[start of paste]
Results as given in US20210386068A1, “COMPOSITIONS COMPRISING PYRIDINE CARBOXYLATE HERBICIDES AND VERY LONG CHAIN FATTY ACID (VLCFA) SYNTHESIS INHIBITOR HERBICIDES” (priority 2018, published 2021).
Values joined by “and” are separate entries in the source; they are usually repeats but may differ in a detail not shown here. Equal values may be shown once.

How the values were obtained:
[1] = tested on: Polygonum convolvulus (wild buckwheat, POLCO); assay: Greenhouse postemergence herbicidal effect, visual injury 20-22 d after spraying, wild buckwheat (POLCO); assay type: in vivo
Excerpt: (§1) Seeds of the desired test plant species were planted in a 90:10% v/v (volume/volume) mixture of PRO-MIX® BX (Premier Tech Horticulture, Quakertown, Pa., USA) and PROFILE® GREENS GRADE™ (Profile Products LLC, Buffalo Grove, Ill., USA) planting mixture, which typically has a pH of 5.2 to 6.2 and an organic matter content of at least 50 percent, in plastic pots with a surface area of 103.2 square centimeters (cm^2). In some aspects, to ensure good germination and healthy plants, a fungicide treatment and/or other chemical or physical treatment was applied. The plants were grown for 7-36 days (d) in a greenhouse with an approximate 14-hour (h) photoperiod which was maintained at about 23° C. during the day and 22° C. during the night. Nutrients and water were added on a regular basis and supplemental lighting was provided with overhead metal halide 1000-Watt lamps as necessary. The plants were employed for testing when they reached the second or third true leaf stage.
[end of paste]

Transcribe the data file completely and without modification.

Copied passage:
Results as given in US20210386068A1, “COMPOSITIONS COMPRISING PYRIDINE CARBOXYLATE HERBICIDES AND VERY LONG CHAIN FATTY ACID (VLCFA) SYNTHESIS INHIBITOR HERBICIDES” (priority 2018, published 2021).
Values joined by “and” are separate entries in the source; they are usually repeats but may differ in a detail not shown here. Equal values may be shown once.

How the values were obtained:
[1] = tested on: Polygonum convolvulus (wild buckwheat, POLCO); assay: Greenhouse postemergence herbicidal effect, visual injury 20-22 d after spraying, wild buckwheat (POLCO); assay type: in vivo
Excerpt: (§1) Seeds of the desired test plant species were planted in a 90:10% v/v (volume/volume) mixture of PRO-MIX® BX (Premier Tech Horticulture, Quakertown, Pa., USA) and PROFILE® GREENS GRADE™ (Profile Products LLC, Buffalo Grove, Ill., USA) planting mixture, which typically has a pH of 5.2 to 6.2 and an organic matter content of at least 50 percent, in plastic pots with a surface area of 103.2 square centimeters (cm^2). In some aspects, to ensure good germination and healthy plants, a fungicide treatment and/or other chemical or physical treatment was applied. The plants were grown for 7-36 days (d) in a greenhouse with an approximate 14-hour (h) photoperiod which was maintained at about 23° C. during the day and 22° C. during the night. Nutrients and water were added on a regular basis and supplemental lighting was provided with overhead metal halide 1000-Watt lamps as necessary. The plants were employed for testing when they reached the second or third true leaf stage.